The Unusual Superstitions of the Japanese

Jan 3rd, 2009 | By | Category: Lifestyle

Old or young, we all have superstitions that we have grown up with.  The activities that we engage in are not usually dictated  by these superstitions but there some things that we do, or don’t do, out of habit without even thinking about the fact that they are based on superstition.  Some superstitions are unique to the Japanese and may seem a little bit silly or simply usual but they have social significance to those raised in Japan or by those of Japanese descent around the world.

Here are a few Japanese superstitions:

Inanimate Things Have a Spirit

Ningyo Japanese DollMany Japanese Buddhists believe that even inanimate objects have a spirit and many Japanese ghost tales involve an object coming to life. A great example of this is the annual ningyo kuyo ceremony which is a funeral of sorts for unwanted dolls.  Donors and Buddhist monks offer prayers of thanks for the joy and fond memories brought by the dolls before they are burnt in a small hearth at a temple. The Japanese folktale about a living umbrella also serves as a reminder that even inanimate objects can have a spirit, or not.

Unlucky Numbers

In western cultures the number seven is thought to be lucky while the number thirteen is said to be ominous.  In Japan the number four is considered bad luck along with the number nine.

The number four is pronounced as “shi” in Japanese, and is the word for death.  The number nine is pronounced “ku” and rhymes with “kutsuu” which means pain in Japanese.  The number four and two together are pronounced “shi-ni” which means to die and as a result the number forty-two is considered unlucky as is number twenty-four or “ni-shi” meaning double death.

It is rare to see athletes wearing these Jersey numbers and some hospitals do not have rooms with these numers.

Superstitions around Death in Japan

  • Don’t cute your nails at night (yozume) as the kanji for the term can also be read as “quick death”.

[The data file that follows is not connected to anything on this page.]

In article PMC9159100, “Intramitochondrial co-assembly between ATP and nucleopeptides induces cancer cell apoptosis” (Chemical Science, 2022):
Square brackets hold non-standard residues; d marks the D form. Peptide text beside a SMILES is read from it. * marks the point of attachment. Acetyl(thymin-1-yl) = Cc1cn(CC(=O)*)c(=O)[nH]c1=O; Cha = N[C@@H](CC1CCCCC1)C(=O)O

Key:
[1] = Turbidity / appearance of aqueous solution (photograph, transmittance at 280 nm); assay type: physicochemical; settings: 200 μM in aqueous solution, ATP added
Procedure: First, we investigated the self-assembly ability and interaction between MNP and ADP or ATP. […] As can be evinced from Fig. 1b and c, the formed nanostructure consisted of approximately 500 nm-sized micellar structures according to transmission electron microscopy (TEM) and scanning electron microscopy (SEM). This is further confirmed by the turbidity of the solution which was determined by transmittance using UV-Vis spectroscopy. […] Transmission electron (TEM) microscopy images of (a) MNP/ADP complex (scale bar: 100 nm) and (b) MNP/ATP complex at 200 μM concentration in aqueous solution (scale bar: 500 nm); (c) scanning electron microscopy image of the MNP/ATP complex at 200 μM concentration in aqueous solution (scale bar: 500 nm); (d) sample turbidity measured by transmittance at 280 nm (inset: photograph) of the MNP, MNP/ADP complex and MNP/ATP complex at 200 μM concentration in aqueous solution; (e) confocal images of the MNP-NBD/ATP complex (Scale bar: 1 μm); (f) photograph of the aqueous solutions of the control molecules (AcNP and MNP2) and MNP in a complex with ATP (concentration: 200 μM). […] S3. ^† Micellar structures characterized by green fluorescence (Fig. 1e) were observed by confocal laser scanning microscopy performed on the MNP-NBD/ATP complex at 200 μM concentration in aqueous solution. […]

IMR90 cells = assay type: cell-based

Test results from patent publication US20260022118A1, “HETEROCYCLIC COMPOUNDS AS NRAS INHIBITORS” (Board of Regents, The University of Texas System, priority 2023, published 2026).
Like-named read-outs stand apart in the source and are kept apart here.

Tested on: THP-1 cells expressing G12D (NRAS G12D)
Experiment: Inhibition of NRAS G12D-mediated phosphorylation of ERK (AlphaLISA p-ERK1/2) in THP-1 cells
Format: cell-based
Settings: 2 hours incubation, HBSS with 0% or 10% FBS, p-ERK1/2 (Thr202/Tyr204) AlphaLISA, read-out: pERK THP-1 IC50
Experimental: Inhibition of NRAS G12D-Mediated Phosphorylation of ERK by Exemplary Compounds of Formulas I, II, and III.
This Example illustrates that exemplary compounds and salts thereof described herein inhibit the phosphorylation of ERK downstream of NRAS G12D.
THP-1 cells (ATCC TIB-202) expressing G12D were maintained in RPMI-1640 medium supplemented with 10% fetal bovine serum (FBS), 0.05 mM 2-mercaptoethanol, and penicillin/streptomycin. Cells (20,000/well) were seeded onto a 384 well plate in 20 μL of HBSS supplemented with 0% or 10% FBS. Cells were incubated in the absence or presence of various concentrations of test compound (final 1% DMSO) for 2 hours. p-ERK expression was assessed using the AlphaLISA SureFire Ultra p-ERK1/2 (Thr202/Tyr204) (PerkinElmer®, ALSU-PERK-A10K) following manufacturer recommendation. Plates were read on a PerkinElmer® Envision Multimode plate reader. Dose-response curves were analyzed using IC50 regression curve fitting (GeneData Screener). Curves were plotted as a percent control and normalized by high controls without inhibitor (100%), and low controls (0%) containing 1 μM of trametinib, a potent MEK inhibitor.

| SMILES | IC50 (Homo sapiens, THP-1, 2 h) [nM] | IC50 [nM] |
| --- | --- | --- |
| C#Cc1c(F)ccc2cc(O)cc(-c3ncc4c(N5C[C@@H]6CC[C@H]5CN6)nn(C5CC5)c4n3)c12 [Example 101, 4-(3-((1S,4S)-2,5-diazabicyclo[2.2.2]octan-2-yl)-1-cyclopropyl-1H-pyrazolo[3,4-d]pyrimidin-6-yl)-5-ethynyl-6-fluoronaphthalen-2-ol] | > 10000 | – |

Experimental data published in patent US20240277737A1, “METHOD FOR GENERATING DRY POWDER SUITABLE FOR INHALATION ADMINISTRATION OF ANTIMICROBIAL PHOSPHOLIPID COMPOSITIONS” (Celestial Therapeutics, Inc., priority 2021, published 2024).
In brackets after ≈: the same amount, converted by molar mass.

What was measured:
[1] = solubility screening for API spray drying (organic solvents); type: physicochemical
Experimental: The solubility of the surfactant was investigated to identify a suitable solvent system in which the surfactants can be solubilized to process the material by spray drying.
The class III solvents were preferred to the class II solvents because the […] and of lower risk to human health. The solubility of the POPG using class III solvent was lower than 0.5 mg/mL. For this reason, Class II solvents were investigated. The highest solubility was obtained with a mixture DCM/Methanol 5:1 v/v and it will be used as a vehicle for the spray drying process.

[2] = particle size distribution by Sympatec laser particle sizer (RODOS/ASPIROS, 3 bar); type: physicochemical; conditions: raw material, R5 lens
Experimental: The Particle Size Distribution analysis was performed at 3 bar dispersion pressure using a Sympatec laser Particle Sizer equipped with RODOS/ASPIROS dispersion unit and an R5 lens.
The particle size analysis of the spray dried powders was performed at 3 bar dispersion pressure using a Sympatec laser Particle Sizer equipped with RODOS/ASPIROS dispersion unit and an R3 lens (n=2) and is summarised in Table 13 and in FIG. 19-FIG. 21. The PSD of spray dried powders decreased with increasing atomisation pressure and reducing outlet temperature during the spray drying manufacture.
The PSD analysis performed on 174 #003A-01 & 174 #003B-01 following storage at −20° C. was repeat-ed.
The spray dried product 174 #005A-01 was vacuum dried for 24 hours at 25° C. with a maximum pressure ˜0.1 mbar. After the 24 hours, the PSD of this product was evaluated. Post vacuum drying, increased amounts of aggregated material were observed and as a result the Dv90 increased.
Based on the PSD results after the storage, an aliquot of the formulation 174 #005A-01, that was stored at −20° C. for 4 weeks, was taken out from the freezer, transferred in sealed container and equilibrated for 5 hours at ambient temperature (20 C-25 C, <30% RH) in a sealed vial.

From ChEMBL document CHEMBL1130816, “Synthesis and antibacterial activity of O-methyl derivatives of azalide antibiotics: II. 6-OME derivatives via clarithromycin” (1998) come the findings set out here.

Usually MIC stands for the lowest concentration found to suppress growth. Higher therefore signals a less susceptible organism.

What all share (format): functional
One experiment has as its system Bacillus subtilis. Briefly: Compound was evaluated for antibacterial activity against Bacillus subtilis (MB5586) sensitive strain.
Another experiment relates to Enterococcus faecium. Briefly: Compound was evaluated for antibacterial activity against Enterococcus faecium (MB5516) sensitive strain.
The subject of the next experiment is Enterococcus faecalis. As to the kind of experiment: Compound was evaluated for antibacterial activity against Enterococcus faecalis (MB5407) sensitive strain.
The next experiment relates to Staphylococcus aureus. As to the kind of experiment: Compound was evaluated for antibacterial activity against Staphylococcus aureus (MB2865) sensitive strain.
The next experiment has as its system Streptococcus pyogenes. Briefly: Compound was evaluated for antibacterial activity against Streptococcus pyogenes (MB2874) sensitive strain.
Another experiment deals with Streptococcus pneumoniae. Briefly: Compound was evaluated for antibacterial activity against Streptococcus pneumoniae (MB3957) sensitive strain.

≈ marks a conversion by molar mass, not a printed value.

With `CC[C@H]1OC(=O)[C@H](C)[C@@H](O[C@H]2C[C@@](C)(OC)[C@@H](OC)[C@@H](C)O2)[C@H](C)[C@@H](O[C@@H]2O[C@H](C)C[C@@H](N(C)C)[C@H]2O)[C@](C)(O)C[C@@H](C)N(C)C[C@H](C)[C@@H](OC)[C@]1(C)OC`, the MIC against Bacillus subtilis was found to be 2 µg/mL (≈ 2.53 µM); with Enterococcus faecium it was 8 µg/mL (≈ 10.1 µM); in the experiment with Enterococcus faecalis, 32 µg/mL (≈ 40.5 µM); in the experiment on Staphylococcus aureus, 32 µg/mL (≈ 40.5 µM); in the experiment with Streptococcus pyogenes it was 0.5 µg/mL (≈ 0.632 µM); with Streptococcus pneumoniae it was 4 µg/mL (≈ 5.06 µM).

• Don’t say the word “shio” or salt near nightfall as it could be mistaken for “shi”(the word for death).
  • The middle person in a photo of three will become unlucky and may die at an early age.

Umeboshi for luck Lucky Superstitions in Japan

  • If you step in animal dung or bird dropping fall on you is it said to be lucky as the word for luck, “un”, is pronounce the same as the word for excrement.
  • Eat an umeboshi (pickled plum – pictured on the right) every morning and you will avoid accidents during the day.

Don’t Say This

  • Do not say the words “kaeru”, meaning to go home, or “modoru”, meaning to return at a Japanese wedding or you will jinx the marriage and the bride will leave her husband’s home and return to her parents.
  • Fishermen headed out to sea are sure to say “etekou” instead of the word “saru” which means to leave and not come back.

Don’t Do This

Bad luck will ensure if you:

  • Step on the cloth border of the tatami floor mats.
  • Stick your chopsticks upright in a full rice-bowl (part of the Japanese funeral ceremony).
  • Break a comb.
  • Break the strap of your geta (wooden clog) or zori (slippers).
  • Eat fried eel and melon at the same meal.

Predicting the Weather